On February 22, 1998 Vivian Sinott, 35, was paddling tandem with her husband on the Ramapo River near Mawah, NJ . Another tandem canoe and a kayak accompanied them. Their PFD’s were in their boats, but no one was wearing one. The Sinott’s canoe hit a downed tree, broached, and flipped. Her husband was thrown free, but Ms. Sinott, became trapped between the canoe and the tree under six feet of moving water. Local citizens saw what happened and called 911. Emergency workers first tried to move the canoe without success. Then a police officer, standing in two feet of water, cut into the tree using a local resident’s chain saw. Firefighters arrived, attached a rope to the log, and pulled it loose with the winch on their fire truck. They positioned another police officer downstream, tied into a tree surrounded by water. He caught Ms. Sinott after she floated free. Her total time under water was roughly thirty minutes. Both she and her husband were transported to Valley Hospital . She was put on life support and later pronounced dead. Her husband was treated for hypothermia and released
SOURCE: New Jersey Record; New Jersey Suburban Trends
ANALYSIS: (Walbridge) Although wearing life vests would not have prevented the accident, they suggest that the group had little experience with moving water. Newspaper photos show that the strainer that was large and avoidable. The use of full flotation in the canoe might have made the pin more manageable.
Posted by Joe Pylka on March 01, 1998
There was a paddling related death on the Ramapo River near Oakland, NJ on February 22nd. Evidently a husband and wife went onto the river at high water levels and hit a strainer. The husband was rescued but the wife was pronounced dead at the local hospital. The article is in the Monday edition of the Bergen Record. Neither paddler was wearing a PFD. There's been a lot of comment lately on RBP and even in the latest issue of AMC Outdoors regarding paddler fatalities last year, mainly among experienced paddlers. Nonetheless-- Many, many fatalities occur among paddlers that we more knowledgeable ones have never met or heard of. And they are often caused by omitting or ignoring things we take for granted, such as: wearing a PFD, having adequate thermal protection, avoiding strainers, and carrying by low head dams. Somehow, our knowledge about paddling is not reaching these people. In 1996 there were 5 preventable paddling deaths in NJ, caused by the above reasons. What can we do to get the word out?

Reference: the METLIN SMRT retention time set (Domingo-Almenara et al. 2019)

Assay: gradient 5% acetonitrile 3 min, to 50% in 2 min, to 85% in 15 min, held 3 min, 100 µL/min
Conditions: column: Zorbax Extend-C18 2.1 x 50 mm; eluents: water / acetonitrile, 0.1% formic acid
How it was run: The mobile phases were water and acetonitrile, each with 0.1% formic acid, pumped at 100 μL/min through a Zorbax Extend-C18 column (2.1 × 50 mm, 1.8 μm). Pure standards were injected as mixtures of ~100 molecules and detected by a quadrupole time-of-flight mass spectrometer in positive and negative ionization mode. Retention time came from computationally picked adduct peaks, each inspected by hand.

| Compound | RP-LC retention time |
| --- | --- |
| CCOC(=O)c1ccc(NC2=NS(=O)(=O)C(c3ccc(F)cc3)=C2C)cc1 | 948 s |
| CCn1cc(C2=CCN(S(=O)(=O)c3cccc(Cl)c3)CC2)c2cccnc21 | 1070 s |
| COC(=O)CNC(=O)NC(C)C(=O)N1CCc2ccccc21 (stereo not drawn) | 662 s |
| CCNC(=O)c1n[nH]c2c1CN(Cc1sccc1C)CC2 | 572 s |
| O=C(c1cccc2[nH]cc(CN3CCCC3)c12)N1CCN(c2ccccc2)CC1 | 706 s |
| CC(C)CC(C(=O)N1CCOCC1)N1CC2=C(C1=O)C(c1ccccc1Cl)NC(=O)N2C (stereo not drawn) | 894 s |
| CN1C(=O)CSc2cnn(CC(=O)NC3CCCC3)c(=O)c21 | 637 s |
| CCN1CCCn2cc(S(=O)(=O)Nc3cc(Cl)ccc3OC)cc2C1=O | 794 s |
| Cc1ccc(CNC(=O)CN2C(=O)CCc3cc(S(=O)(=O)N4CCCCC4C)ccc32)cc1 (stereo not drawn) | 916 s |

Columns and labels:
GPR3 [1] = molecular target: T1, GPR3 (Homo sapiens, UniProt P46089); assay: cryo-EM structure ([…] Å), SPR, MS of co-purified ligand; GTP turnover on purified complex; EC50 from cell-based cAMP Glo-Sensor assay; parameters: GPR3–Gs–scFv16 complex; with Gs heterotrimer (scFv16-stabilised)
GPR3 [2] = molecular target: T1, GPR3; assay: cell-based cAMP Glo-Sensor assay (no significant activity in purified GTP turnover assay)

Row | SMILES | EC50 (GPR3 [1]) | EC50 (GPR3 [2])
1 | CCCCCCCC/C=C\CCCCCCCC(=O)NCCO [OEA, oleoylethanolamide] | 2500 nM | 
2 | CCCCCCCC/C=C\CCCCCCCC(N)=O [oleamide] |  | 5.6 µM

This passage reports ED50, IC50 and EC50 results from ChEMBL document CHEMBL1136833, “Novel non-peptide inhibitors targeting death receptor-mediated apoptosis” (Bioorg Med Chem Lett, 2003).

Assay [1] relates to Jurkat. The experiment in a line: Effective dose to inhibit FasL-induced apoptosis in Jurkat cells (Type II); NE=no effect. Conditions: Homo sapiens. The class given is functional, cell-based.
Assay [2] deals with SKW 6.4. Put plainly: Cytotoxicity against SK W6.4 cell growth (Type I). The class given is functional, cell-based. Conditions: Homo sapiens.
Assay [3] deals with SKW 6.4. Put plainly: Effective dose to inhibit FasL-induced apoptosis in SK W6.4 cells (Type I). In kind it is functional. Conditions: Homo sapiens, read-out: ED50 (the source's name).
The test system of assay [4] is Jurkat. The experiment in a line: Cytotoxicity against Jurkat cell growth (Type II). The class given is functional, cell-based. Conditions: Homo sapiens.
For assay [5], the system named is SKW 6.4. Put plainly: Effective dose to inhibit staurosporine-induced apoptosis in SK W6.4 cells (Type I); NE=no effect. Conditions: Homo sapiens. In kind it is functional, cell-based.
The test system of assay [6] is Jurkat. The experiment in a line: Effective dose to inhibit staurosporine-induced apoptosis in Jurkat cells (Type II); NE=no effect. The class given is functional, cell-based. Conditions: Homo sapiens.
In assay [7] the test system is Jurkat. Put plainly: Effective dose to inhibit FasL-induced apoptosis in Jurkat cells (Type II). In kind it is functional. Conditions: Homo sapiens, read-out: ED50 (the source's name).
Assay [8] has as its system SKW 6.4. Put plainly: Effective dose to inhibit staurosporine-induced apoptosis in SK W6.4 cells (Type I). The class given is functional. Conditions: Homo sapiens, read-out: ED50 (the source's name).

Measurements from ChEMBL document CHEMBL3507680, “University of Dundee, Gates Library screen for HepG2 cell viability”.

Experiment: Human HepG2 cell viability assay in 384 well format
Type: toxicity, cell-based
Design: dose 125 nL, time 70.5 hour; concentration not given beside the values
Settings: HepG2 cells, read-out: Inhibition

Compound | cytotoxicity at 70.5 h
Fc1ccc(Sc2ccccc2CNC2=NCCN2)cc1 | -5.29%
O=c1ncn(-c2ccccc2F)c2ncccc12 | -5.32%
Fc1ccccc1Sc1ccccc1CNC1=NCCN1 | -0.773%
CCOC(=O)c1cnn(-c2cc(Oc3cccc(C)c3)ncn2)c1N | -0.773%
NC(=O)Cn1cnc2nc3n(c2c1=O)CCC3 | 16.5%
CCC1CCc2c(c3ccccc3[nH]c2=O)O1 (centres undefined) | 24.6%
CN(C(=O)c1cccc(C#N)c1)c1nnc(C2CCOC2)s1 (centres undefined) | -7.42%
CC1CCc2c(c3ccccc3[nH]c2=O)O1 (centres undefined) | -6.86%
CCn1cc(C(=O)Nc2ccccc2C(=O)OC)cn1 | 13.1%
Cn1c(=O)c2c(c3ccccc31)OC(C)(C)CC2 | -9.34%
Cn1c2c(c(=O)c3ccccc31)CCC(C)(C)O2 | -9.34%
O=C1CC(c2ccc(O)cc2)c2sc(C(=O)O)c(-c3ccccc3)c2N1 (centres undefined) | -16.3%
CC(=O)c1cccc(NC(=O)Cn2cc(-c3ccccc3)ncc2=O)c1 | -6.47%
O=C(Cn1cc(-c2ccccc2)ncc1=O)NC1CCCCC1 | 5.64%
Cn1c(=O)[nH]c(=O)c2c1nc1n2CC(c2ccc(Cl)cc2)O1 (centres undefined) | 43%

On February 22 Vivian Sinott, 35 was pinned against a strainer on New Jersey's Ramapo River near Mawah, NJ Newspaper. Articles forwarded by a member of American Whitewater reported that Ms. Sinot was paddling tandem with her husband. They were accompanied by another tandem canoe and a kayak. No one was wearing a PFD. Rescue workers were called, but her body was trapped under six feet of water for 30 minutes. The pin was released by firefighters who attached a rope to the log and pulled it loose. Both she and her husband were transported to a local hospital where she was pronounced dead.